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Summary: Discover three truths that enable you to face and win over death

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We’re coming to the end of our 12-part message series on what we as a church believe. When we get done, my hope is not that you now can explain God, mankind or the church to your friends. My hope is that your life, your relationship with God and your relationship with one another are healthier and strengthened.

The title for this morning has nothing to do with the fact that we are coming to the end of our message series. We are looking at eschatology, the study of end things or end times. This morning, we’ll look at personal end, or our death. Next week, we’ll look at the end of time and the universe as we know it.

When former Texas Governor, John Connally, was interviewed after being wounded by the assassin who took the life of President John F. Kennedy, Connally explained, "[That incident] inevitably brought into sharper focus what’s really important in life... [My wife and I] try not to participate in things that are shallow or in the long run meaningless."

Near death experiences have a way of focusing our lives to live with meaning and purpose. These experiences remind us that we won’t live forever. Yet, most people don’t want to think about or talk about death. Asians see talking about death as bad luck, as if by not talking about death, we can avoid death. Americans, on the other hand, talk about death as if death only happens to someone else, not to them.

This morning, I want to talk about death, so that we can learn to face our own death. What we believe about our death determines how we live our lives. We cannot live well unless we can die well. And one of my responsibilities as a pastor is to help people live well by preparing them to die well.

In 1980, as Jean-Paul Sartre, the famous French atheist philosopher, was sick and approaching death, he wrote, "Despair returns to tempt me. . . . The world seems ugly, bad, and without hope. There, that’s the cry of despair of an old man who will die in despair. But that’s exactly what I resist. I know I shall die in hope. But that hope needs a foundation."

He faced death, but he had no hope or way to win over death. When we get done this morning, will have learned to face death, and we will have learned to win over death. Our example and hope comes from Jesus Christ.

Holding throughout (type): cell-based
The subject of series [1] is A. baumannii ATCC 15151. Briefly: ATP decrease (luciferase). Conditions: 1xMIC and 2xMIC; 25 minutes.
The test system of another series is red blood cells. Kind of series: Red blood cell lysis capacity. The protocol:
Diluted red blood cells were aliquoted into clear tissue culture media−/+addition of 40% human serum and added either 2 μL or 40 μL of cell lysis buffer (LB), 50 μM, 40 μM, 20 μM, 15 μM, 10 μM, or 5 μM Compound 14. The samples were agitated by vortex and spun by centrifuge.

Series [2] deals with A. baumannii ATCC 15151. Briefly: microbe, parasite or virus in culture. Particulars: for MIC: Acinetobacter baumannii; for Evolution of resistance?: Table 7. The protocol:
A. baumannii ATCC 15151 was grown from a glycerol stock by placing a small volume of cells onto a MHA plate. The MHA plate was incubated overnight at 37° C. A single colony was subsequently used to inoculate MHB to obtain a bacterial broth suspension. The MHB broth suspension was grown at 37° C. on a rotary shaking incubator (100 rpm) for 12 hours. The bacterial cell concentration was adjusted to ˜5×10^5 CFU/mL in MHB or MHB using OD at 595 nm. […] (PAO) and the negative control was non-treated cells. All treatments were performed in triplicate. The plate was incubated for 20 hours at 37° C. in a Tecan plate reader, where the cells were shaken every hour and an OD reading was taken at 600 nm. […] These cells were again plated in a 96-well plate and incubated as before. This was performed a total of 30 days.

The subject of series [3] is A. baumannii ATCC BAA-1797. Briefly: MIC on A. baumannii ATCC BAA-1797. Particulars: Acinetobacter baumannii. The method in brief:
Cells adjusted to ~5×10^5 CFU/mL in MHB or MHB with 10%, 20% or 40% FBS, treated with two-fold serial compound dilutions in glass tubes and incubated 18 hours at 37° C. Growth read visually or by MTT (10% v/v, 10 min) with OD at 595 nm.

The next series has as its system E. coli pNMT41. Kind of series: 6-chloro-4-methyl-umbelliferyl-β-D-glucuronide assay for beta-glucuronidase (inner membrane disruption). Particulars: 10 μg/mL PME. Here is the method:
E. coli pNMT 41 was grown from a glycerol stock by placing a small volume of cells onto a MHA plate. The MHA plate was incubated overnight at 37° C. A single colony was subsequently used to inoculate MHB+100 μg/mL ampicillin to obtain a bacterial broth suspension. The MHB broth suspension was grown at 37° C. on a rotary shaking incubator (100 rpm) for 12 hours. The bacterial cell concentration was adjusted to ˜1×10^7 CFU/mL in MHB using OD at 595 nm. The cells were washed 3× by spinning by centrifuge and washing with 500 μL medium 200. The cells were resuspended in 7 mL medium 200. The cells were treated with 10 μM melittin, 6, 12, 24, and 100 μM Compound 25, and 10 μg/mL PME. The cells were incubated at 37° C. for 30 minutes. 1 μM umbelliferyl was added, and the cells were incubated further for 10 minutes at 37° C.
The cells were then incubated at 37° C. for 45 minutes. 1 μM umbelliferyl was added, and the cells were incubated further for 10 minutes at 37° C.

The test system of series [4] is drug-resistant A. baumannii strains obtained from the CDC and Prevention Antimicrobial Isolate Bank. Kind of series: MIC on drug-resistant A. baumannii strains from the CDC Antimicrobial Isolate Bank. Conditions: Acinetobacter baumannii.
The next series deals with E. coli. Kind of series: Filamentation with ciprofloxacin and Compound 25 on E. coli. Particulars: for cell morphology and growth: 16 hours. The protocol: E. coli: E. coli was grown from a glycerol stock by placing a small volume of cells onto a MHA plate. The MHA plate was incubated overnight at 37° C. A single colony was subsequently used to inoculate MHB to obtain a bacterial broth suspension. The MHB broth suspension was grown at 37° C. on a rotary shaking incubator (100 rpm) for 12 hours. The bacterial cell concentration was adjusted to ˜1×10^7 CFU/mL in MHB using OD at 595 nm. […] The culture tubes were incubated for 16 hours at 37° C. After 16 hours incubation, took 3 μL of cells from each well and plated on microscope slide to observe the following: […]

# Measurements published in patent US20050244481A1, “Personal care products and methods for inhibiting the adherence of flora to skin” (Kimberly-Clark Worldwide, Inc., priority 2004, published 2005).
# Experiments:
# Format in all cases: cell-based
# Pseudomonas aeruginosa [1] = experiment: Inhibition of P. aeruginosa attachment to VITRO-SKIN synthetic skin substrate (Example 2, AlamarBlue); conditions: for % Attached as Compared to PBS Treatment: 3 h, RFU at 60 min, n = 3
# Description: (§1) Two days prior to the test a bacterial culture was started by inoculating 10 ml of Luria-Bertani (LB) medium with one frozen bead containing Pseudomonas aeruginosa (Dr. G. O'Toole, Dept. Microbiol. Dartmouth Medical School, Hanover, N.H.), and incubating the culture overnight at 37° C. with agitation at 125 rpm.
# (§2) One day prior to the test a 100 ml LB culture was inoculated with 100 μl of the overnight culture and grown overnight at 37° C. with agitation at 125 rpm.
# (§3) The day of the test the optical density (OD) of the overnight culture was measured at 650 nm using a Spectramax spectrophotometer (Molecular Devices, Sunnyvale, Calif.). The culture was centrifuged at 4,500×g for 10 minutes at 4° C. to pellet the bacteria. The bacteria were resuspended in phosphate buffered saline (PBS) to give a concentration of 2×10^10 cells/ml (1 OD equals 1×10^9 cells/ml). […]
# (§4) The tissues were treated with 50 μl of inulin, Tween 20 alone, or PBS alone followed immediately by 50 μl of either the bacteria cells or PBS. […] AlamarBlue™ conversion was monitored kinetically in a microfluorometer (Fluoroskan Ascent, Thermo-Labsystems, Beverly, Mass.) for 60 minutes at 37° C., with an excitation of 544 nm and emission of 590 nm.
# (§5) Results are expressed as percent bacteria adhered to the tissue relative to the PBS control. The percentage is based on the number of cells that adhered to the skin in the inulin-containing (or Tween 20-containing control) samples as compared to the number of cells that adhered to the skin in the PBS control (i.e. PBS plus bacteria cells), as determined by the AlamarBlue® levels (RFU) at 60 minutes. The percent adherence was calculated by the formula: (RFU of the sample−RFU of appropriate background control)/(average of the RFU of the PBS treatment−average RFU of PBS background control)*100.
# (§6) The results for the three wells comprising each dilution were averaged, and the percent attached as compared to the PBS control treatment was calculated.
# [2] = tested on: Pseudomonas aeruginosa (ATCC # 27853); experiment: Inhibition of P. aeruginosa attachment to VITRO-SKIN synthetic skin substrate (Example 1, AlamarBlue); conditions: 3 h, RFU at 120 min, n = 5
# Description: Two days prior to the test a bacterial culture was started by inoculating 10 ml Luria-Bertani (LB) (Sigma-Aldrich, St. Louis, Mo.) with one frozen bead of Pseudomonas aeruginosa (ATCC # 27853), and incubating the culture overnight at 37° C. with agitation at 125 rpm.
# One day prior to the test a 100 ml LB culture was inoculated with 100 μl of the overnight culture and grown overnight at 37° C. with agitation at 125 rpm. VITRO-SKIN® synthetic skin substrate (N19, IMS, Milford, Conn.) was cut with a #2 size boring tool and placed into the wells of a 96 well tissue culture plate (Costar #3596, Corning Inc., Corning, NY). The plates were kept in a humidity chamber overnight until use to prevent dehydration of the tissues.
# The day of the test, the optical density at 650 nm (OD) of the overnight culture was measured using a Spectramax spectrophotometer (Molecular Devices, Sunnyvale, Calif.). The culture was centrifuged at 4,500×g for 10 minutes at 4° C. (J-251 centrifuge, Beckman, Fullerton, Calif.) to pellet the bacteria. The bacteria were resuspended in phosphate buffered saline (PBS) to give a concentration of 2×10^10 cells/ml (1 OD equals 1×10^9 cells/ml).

Our text for this morning is John 13:33-14:6. This is Jesus talking to his disciples about his own death and his preparation for their death, which would soon follow.

This passage in John will be the outline for our study, but I’ll be going to different parts of the Bible to answer some questions that we will have along the way. From Jesus’ conversation with his disciples we find two truths that encourage us face death and one truth that helps us win over death. Let’s look together.

The first truth is that death is not avoidable. John 13:33-37

Jesus was talking about his own death and his return to Heaven. Peter understood only the part that Jesus was going to die. He didn’t understand that Jesus was returning to Heaven. So, when Peter said he could follow Jesus, he was thinking of following Jesus in death only.

But when Jesus said, "... but you will follow later," Jesus was telling Peter that, "Yes, you will die, but to follow me into Heaven, you’ll have to wait." Meanwhile, follow my command to love one another.

When I was a new pastor in this church, I used to say, "You better be nice to me. I’m taking notes for your funeral." I did that for two reasons. First, I wanted you to be nice to me. Second, I wanted to remind you that death is not avoidable, not even as a Christian.

The funeral director who signed his letters, "Eventually yours," was saying the same thing. Death is not avoidable. Even if you don’t talk about it, you will die. It’s one out of one. Deal with it.

Don’t pretend that death only happens to someone else. Don’t try to repress the thought of death. Don’t deceive yourself into thinking that exercise and healthy diet will stop death from happening to you.

Hebrews 9:27-28 tells us, "Just as man is destined to die once, and after that to face judgment, so Christ was sacrificed once to take away the sins of many people; and he will appear a second time, not to bear sin, but to bring salvation to those who are waiting for him." Unless Jesus Christ returns before you die, death is not avoidable.

To live knowing that death is not avoidable means that we live with the understanding that our days are numbered. That means we put down the Game Boy and turn off the television in order to pursue activities that are meaningful and lasting in positive impact.

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